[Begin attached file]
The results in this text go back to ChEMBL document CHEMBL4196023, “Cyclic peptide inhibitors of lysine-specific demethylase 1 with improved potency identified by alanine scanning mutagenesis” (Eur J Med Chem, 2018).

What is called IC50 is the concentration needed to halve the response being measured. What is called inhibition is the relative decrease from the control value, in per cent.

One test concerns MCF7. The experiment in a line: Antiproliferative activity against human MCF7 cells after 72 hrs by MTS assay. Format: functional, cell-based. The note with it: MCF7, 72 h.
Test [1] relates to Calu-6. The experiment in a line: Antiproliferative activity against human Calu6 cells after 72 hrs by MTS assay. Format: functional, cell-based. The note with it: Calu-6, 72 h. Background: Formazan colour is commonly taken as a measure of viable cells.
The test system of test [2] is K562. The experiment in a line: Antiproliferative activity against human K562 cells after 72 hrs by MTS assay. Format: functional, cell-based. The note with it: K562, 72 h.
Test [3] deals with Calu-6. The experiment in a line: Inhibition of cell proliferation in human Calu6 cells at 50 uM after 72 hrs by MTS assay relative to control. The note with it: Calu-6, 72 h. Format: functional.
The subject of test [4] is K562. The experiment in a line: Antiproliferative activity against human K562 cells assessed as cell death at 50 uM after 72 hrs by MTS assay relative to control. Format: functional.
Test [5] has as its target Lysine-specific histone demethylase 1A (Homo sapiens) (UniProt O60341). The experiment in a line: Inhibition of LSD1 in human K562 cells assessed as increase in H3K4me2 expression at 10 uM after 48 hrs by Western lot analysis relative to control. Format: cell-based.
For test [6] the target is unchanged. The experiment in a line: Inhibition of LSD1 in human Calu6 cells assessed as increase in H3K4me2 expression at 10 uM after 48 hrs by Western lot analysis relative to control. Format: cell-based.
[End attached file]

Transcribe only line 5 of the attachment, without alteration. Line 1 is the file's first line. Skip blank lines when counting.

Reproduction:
The test system of test [2] is K562. The experiment in a line: Antiproliferative activity against human K562 cells after 72 hrs by MTS assay. Format: functional, cell-based. The note with it: K562, 72 h.